Without a doubt, the spirit and tone of some of our hymnography comes across wrong to today’s hearer, especially when it comes to women. I do not condone the rewriting of hymns to just to pacify modern sensitivities, but rewording (and even just re-punctuating) can often bring out the original, beautiful intent of the text.
Here is one example and how I reworded it:
The tears of Mary were not shed in vain; for, behold! she was counted worthy of having angels instruct her and Jesus Himself appear to her. But, as a weak woman, she thought earthly thoughts. Wherefore, she was turned away and commanded not to touch Christ. Yet was she sent as a herald to Thy disciples, bearing glad tidings to them and announcing Thine ascension to the portion of the Father. With her count us worthy, 0 Lord and Master, of Thine appearance. (The 8th Evangelical Sticheron from Sunday Matins)
Continue reading “Women in Orthodox Hymnography”
The Gospel passage this past Sunday was the Matthew passage of the feeding of the five thousand. What struck me most was the concern of the disciples. Their hearts are in the right place. The multitudes are out in this deserted place, and the disciples are concerned about their welfare.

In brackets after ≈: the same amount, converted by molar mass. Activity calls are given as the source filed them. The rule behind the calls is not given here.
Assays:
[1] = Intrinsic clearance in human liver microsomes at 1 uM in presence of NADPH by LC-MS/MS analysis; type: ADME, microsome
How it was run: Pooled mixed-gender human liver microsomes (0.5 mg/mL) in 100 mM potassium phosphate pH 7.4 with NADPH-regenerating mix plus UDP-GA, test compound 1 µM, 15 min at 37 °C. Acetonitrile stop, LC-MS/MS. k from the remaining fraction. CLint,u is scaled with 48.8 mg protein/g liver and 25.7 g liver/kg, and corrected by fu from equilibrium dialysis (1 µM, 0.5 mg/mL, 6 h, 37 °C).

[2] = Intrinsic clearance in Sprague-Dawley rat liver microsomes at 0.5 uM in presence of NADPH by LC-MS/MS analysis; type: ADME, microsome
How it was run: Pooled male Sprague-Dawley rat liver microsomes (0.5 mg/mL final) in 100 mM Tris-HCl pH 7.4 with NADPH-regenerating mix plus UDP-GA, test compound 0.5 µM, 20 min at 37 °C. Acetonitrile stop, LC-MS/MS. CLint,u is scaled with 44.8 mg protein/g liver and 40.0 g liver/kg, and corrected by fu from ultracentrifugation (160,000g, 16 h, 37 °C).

Jesus surprises them by suggesting they find something for the multitudes to eat. Not at all out of stinginess, but just seeing the impossibility of the situation, the disciples say they only have five loaves and two fish. Jesus takes this meager offering, and does the impossible.
Christ is not asking us to do more than we are able, not asking us to give more than we have, not asking us to be more than we are. He is just asking for our five loaves and two fish.
Continue reading “Our Daily Offerings”
Ukraine’s top Church leader, Metropolitan Onufriy, not only called on his people to pray (early on in the war), but gave them a prayer rule. It is short and simple, and he asked them to pray it at least once a day.
Pray Psalm 90 (91) with twelve prostrations or bows. “He who dwells in the help of the most high shall abide in the shelter of heaven’s God.”…
Bishop Daniel of Chicago, who spoke to one of the Ukrainian bishops in those first few days, suggested we all join them in their prayer rule, as well as fasting for them. The war started right on the verge of Great Lent, and with such a disruption of daily life, many Ukrainians likely could not keep to the fast as they normally would have. Now, we are on the verge of another fast, the fast in preparation for the Dormition of the Mother of God on August, 15th. So, this is an opportunity to take up our brother’s burden and carry it for him.
Continue reading “How to Pray for Ukraine”